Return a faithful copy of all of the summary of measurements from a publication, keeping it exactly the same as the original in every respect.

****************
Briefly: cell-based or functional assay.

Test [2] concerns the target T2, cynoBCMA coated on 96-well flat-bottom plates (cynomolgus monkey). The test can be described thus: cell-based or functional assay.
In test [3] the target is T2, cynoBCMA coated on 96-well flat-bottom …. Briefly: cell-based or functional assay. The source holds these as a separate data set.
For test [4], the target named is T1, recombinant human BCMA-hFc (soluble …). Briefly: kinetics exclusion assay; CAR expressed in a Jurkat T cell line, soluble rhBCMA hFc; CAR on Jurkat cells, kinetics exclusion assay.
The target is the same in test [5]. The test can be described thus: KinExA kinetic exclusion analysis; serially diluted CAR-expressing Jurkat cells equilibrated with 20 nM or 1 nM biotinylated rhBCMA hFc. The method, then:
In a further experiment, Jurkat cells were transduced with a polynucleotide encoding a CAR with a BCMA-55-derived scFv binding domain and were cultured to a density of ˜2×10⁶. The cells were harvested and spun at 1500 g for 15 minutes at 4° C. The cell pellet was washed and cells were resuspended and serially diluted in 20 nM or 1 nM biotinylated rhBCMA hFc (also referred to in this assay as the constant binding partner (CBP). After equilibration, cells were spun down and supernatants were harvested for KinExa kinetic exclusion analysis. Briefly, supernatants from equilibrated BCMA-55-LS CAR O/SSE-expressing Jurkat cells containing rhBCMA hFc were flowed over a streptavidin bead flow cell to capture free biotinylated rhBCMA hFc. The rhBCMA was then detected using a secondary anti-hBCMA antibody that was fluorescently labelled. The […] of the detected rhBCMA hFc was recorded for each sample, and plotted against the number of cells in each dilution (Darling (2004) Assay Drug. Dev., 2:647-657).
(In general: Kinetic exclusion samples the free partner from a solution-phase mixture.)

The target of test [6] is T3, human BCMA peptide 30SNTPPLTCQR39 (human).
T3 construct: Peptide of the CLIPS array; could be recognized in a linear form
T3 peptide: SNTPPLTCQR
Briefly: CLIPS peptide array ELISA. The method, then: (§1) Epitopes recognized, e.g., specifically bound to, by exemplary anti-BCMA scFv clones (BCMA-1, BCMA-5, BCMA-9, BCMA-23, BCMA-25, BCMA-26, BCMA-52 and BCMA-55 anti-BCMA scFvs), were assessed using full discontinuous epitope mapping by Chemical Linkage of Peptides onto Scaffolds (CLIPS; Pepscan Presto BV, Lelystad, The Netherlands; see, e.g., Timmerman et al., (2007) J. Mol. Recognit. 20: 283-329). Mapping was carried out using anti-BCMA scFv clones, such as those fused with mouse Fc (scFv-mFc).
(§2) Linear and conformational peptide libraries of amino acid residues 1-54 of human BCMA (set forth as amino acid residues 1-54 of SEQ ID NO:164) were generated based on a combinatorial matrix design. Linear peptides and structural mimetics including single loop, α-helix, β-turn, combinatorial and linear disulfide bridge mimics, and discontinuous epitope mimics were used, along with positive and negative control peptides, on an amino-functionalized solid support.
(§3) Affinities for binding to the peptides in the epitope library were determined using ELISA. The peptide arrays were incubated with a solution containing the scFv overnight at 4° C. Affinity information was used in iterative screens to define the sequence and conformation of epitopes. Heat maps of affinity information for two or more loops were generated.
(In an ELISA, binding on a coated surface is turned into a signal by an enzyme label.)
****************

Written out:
Briefly: cell-based or functional assay.

Test [2] concerns the target T2, cynoBCMA coated on 96-well flat-bottom plates (cynomolgus monkey). The test can be described thus: cell-based or functional assay.
In test [3] the target is T2, cynoBCMA coated on 96-well flat-bottom …. Briefly: cell-based or functional assay. The source holds these as a separate data set.
For test [4], the target named is T1, recombinant human BCMA-hFc (soluble …). Briefly: kinetics exclusion assay; CAR expressed in a Jurkat T cell line, soluble rhBCMA hFc; CAR on Jurkat cells, kinetics exclusion assay.
The target is the same in test [5]. The test can be described thus: KinExA kinetic exclusion analysis; serially diluted CAR-expressing Jurkat cells equilibrated with 20 nM or 1 nM biotinylated rhBCMA hFc. The method, then:
In a further experiment, Jurkat cells were transduced with a polynucleotide encoding a CAR with a BCMA-55-derived scFv binding domain and were cultured to a density of ˜2×10⁶. The cells were harvested and spun at 1500 g for 15 minutes at 4° C. The cell pellet was washed and cells were resuspended and serially diluted in 20 nM or 1 nM biotinylated rhBCMA hFc (also referred to in this assay as the constant binding partner (CBP). After equilibration, cells were spun down and supernatants were harvested for KinExa kinetic exclusion analysis. Briefly, supernatants from equilibrated BCMA-55-LS CAR O/SSE-expressing Jurkat cells containing rhBCMA hFc were flowed over a streptavidin bead flow cell to capture free biotinylated rhBCMA hFc. The rhBCMA was then detected using a secondary anti-hBCMA antibody that was fluorescently labelled. The […] of the detected rhBCMA hFc was recorded for each sample, and plotted against the number of cells in each dilution (Darling (2004) Assay Drug. Dev., 2:647-657).
(In general: Kinetic exclusion samples the free partner from a solution-phase mixture.)

The target of test [6] is T3, human BCMA peptide 30SNTPPLTCQR39 (human).
T3 construct: Peptide of the CLIPS array; could be recognized in a linear form
T3 peptide: SNTPPLTCQR
Briefly: CLIPS peptide array ELISA. The method, then: (§1) Epitopes recognized, e.g., specifically bound to, by exemplary anti-BCMA scFv clones (BCMA-1, BCMA-5, BCMA-9, BCMA-23, BCMA-25, BCMA-26, BCMA-52 and BCMA-55 anti-BCMA scFvs), were assessed using full discontinuous epitope mapping by Chemical Linkage of Peptides onto Scaffolds (CLIPS; Pepscan Presto BV, Lelystad, The Netherlands; see, e.g., Timmerman et al., (2007) J. Mol. Recognit. 20: 283-329). Mapping was carried out using anti-BCMA scFv clones, such as those fused with mouse Fc (scFv-mFc).
(§2) Linear and conformational peptide libraries of amino acid residues 1-54 of human BCMA (set forth as amino acid residues 1-54 of SEQ ID NO:164) were generated based on a combinatorial matrix design. Linear peptides and structural mimetics including single loop, α-helix, β-turn, combinatorial and linear disulfide bridge mimics, and discontinuous epitope mimics were used, along with positive and negative control peptides, on an amino-functionalized solid support.
(§3) Affinities for binding to the peptides in the epitope library were determined using ELISA. The peptide arrays were incubated with a solution containing the scFv overnight at 4° C. Affinity information was used in iterative screens to define the sequence and conformation of epitopes. Heat maps of affinity information for two or more loops were generated.
(In an ELISA, binding on a coated surface is turned into a signal by an enzyme label.)